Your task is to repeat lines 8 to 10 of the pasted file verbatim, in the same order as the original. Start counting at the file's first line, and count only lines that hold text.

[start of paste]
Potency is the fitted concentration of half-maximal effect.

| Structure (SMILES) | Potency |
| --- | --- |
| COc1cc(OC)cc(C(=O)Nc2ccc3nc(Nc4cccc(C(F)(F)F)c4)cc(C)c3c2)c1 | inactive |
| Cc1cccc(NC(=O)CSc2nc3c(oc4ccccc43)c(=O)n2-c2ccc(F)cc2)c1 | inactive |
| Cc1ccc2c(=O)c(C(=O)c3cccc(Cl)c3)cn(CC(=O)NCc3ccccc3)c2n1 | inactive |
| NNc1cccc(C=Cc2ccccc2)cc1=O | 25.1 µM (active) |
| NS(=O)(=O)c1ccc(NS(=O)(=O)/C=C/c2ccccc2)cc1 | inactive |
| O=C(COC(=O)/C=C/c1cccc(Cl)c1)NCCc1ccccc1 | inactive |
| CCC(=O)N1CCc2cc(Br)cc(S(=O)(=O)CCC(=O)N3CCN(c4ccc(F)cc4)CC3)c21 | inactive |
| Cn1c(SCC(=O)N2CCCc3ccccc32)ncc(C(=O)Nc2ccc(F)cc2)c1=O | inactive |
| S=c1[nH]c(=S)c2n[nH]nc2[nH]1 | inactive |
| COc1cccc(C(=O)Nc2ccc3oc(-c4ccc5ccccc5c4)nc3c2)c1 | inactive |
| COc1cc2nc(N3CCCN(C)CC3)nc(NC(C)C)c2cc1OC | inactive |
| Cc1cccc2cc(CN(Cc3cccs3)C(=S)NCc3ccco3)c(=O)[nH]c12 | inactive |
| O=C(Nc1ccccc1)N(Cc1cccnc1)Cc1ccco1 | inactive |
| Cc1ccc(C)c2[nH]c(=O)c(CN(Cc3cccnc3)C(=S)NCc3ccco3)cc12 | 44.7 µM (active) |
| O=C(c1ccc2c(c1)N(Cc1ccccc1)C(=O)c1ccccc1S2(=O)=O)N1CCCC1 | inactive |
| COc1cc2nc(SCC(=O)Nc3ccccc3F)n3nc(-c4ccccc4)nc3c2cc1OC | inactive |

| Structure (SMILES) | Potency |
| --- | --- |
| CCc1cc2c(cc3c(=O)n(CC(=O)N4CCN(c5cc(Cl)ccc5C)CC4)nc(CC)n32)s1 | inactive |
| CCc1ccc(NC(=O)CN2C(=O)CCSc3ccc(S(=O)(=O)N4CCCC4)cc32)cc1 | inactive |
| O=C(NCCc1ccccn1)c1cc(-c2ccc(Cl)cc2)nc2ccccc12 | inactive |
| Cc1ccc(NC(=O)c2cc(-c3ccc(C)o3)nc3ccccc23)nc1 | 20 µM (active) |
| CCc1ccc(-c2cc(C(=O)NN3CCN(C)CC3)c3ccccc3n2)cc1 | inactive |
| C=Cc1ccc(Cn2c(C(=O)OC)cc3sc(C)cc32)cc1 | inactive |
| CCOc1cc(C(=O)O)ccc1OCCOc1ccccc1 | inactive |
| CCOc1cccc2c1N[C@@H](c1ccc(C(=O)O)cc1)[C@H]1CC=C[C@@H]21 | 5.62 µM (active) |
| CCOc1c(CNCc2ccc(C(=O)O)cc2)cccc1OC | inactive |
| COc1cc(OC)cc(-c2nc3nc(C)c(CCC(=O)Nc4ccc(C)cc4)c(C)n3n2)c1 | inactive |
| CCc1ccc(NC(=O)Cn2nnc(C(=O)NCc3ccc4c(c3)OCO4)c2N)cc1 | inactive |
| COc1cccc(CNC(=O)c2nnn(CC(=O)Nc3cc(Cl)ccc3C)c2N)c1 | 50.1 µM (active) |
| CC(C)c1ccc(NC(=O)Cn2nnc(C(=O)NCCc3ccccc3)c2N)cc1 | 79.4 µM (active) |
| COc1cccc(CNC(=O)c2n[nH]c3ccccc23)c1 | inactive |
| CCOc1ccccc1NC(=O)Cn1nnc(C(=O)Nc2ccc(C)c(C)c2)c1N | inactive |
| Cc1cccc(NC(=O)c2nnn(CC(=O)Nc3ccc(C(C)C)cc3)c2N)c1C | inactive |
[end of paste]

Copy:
| NS(=O)(=O)c1ccc(NS(=O)(=O)/C=C/c2ccccc2)cc1 | inactive |
| O=C(COC(=O)/C=C/c1cccc(Cl)c1)NCCc1ccccc1 | inactive |
| CCC(=O)N1CCc2cc(Br)cc(S(=O)(=O)CCC(=O)N3CCN(c4ccc(F)cc4)CC3)c21 | inactive |